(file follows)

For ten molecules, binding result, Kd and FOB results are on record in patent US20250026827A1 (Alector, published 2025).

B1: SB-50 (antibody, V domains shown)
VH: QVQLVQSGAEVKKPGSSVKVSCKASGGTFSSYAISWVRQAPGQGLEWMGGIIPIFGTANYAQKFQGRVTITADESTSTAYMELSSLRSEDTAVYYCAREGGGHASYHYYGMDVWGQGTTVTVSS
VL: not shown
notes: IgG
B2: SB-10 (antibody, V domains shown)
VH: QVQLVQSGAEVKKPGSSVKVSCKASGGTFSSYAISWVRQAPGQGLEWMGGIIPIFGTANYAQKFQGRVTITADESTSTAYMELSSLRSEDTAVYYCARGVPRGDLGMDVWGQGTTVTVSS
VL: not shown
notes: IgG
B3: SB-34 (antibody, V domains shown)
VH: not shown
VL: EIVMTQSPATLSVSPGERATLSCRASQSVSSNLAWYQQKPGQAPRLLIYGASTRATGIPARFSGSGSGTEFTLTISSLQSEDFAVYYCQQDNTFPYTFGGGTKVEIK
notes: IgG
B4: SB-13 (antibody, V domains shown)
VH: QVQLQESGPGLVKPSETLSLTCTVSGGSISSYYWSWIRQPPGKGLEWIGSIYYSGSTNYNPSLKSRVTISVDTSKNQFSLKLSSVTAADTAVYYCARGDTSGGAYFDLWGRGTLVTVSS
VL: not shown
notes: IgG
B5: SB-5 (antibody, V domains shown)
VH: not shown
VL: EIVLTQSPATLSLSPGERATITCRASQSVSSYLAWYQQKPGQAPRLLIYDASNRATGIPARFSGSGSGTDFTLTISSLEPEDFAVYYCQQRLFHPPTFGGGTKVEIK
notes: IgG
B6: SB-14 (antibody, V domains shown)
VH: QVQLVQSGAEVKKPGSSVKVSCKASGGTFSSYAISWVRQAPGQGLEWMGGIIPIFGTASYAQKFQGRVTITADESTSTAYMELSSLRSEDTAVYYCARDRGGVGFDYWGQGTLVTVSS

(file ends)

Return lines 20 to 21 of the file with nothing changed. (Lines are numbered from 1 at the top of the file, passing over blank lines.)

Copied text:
VL: EIVLTQSPATLSLSPGERATITCRASQSVSSYLAWYQQKPGQAPRLLIYDASNRATGIPARFSGSGSGTDFTLTISSLEPEDFAVYYCQQRLFHPPTFGGGTKVEIK
notes: IgG